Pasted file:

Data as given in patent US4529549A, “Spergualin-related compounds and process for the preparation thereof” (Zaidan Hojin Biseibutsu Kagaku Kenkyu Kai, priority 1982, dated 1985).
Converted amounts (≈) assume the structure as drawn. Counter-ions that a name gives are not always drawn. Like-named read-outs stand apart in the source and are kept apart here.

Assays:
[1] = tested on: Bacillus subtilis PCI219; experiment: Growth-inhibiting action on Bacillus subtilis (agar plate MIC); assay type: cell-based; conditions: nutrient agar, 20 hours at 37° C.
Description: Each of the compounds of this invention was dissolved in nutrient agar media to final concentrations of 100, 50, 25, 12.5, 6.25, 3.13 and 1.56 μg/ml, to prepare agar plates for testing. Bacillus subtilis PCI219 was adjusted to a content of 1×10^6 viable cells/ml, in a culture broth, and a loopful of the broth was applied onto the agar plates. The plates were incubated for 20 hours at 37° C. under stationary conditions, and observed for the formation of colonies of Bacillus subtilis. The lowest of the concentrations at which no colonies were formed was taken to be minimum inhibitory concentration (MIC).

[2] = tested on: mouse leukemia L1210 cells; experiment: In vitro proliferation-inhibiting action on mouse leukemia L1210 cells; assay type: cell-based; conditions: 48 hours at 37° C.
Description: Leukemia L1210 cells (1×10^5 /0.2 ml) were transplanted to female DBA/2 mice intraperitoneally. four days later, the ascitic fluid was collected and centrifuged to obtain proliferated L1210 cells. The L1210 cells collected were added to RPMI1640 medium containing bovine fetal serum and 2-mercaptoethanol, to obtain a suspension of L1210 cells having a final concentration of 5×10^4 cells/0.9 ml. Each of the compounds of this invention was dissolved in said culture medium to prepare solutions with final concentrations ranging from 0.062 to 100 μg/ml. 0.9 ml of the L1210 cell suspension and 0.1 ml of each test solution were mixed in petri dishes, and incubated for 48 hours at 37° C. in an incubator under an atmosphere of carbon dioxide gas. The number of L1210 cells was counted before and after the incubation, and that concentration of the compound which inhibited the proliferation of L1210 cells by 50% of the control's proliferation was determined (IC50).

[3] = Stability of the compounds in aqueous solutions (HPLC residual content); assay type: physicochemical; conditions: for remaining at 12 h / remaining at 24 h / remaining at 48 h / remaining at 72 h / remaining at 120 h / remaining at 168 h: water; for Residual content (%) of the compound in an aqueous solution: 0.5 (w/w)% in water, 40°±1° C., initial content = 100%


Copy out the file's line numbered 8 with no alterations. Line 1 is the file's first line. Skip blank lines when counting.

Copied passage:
[3] = Stability of the compounds in aqueous solutions (HPLC residual content); assay type: physicochemical; conditions: for remaining at 12 h / remaining at 24 h / remaining at 48 h / remaining at 72 h / remaining at 120 h / remaining at 168 h: water; for Residual content (%) of the compound in an aqueous solution: 0.5 (w/w)% in water, 40°±1° C., initial content = 100%